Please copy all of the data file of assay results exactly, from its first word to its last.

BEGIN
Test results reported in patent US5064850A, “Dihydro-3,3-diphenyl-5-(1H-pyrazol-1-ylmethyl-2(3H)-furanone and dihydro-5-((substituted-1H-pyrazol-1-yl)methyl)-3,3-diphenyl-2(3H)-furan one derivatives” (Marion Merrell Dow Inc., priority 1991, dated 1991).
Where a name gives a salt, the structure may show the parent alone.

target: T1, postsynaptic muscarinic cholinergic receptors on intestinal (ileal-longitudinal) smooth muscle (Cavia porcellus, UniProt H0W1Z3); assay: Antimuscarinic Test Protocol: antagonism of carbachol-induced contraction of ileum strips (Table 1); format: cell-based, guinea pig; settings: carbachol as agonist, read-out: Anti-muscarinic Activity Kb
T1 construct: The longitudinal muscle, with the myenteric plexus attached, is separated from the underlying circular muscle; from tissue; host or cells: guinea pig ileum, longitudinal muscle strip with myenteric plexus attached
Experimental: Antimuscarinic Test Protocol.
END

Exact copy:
Test results reported in patent US5064850A, “Dihydro-3,3-diphenyl-5-(1H-pyrazol-1-ylmethyl-2(3H)-furanone and dihydro-5-((substituted-1H-pyrazol-1-yl)methyl)-3,3-diphenyl-2(3H)-furan one derivatives” (Marion Merrell Dow Inc., priority 1991, dated 1991).
Where a name gives a salt, the structure may show the parent alone.

target: T1, postsynaptic muscarinic cholinergic receptors on intestinal (ileal-longitudinal) smooth muscle (Cavia porcellus, UniProt H0W1Z3); assay: Antimuscarinic Test Protocol: antagonism of carbachol-induced contraction of ileum strips (Table 1); format: cell-based, guinea pig; settings: carbachol as agonist, read-out: Anti-muscarinic Activity Kb
T1 construct: The longitudinal muscle, with the myenteric plexus attached, is separated from the underlying circular muscle; from tissue; host or cells: guinea pig ileum, longitudinal muscle strip with myenteric plexus attached
Experimental: Antimuscarinic Test Protocol.